Cameroon was a going to be a challenge because Epicurious Kids chose N´Dole, the bitterleaf soup dish unique to this African country. After searching high and low in Brussels, no bitterleaf greens could be sourced locally. Spinach will have to do.

Getting the point

Gingerly cutting ginger

Kedjenou from Guinea was super easy, a one pot wonder that needed no supervision, just the occasional shaking. Chicken, tomatoes, onions, pepper were put in a cast iron pot and left to cook for over an hour. The Cameroon N´Dole dish only needed 10 minutes.

This is easy, I Kedjenou -T !

Nobody messes with my N´Dole

So Inigo decided to do it last-minute when we were ready with the Kedjenou. In addition to the onions, the Cameroonian recipe called for peanut butter. Inigo was skeptical about this additional ingredient. Nevertheless, he was game to try something new, “you never know, mom.” he stated determined to keep an open mind.

Kedjenou from Guinea

N´Dole from Cameroon


Tristan spooned steaming portions of the Kedjenou into the serving platter and Inigo smacked his lips after tasting the N´Dole. Another great meal!


Day 88 & 89: Senegal & Niger

19 Sep

Jojo meatballs

Cooking up West African dishes is a slight challenge. Yassa Poulet or a version of it seems to be the popular dish in this area. But since Tristan and Inigo loved the Yassa Poulet in Dakar, they decided for Senegal, Yassa it is! And to double up on their African cooking challenge, for Niger, Inigo insisted on Jojo Meatballs. The named intrigued him, and meatballs are a no-brainer for kids!

Inigo working his magic

Focusing on the Yassa Poulet

Lemon, onions and mustard were key ingredients to the Yassa marinade. Wondering how long the Yassa Poulet marinade need to rest, Tristan began prepping Inigo for the The Niger dish of Jojo meatballs was simple enough, that´s why Inigo was saying it needed to be properly flavoured. Salt, paprika, onions and garlic were added in, then extra pepper for a kick!

Mixing in some love!

Rollin´on the Jojo Meatballs!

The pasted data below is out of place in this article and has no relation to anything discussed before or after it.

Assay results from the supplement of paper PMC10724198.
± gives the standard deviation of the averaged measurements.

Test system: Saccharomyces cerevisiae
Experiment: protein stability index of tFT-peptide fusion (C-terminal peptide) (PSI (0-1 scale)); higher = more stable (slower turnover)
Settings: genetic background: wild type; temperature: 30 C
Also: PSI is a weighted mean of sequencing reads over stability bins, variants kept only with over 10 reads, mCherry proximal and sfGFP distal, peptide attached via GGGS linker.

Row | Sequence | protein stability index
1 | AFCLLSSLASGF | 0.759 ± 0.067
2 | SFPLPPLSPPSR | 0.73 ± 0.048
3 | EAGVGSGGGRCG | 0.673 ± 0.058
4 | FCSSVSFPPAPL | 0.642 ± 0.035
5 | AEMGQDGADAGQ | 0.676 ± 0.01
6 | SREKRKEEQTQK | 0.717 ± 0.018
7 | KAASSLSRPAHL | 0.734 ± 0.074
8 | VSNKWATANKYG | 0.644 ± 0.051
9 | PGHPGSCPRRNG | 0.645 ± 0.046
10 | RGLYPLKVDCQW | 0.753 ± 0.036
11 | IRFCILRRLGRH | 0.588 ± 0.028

After a few hours, that´s the longest the boys could wait,  the Yassa Poulet was ready to cook and Tristan did not waste time in patiently cooking each morsel of chicken. The lemony scent of the Yassa made his mouth water.

Putting on the heat on the Yassa Poul

Lemon scented Yassa Poulet tantalize the mini chef


Inigo on the other hand was elbow deep in ground meat for the Jojo Meatballs prep.  Cooking brings out the character of each individual. Inigo was the patient one, endlessly rolling pasta dough, kneading to perfection, shaping mini balls for various dishes. Tristan on the other hand was adventurous with the flavouring and spices, plating was key.

      Jojo Meatballs are the bomb!

Yummy Yassa Poulet!


The combination of the two brothers is a recipe for success in the kitchen. Another delicious exotic meal without even leaving the kitchen! The adventure continues.


Day 86 & 87:Ghana & Guinea Bissau

9 Sep

Ready, steady, cook!

The cooking challenge for Africa was to find diverse recipes without repeating the generic chicken and rice dishes. Tristan leafed through his Atlas and decided on Ghana and Guinea Bissau for todays recipes.

Busy bees

 Maffe Tiga

Guinea Bissau’s Maffe Tiga sounded a little like an Indonesian or Filipino recipe using peanut butter for the sauce. Tomatoes mixed in added an exotic touch.

Mixing in some tomatoes

Risotto a la Ghana








Inigo on the other hand was focused on the carbohydrates: Rice Jollof from Ghana was his dish to prepare. “The recipe sounds like risotto, but mixing in the tomato paste in the rice is weird,” he commented.

Mastering the art of dicing

Doubling up the African culinary challenge










After the rice absorbed the chicken broth, vegetables were added to the Ghana risotto mixture. Inigo was hungry to taste his Rice Jollof  but the rice still needed some cooking time. Soon enough the dish was ready to join the Mafe Tiga. Delicious!

Enjoying the African feast


Jollof Rice – Ghana style

Maffe Tiga from Guinea Bissau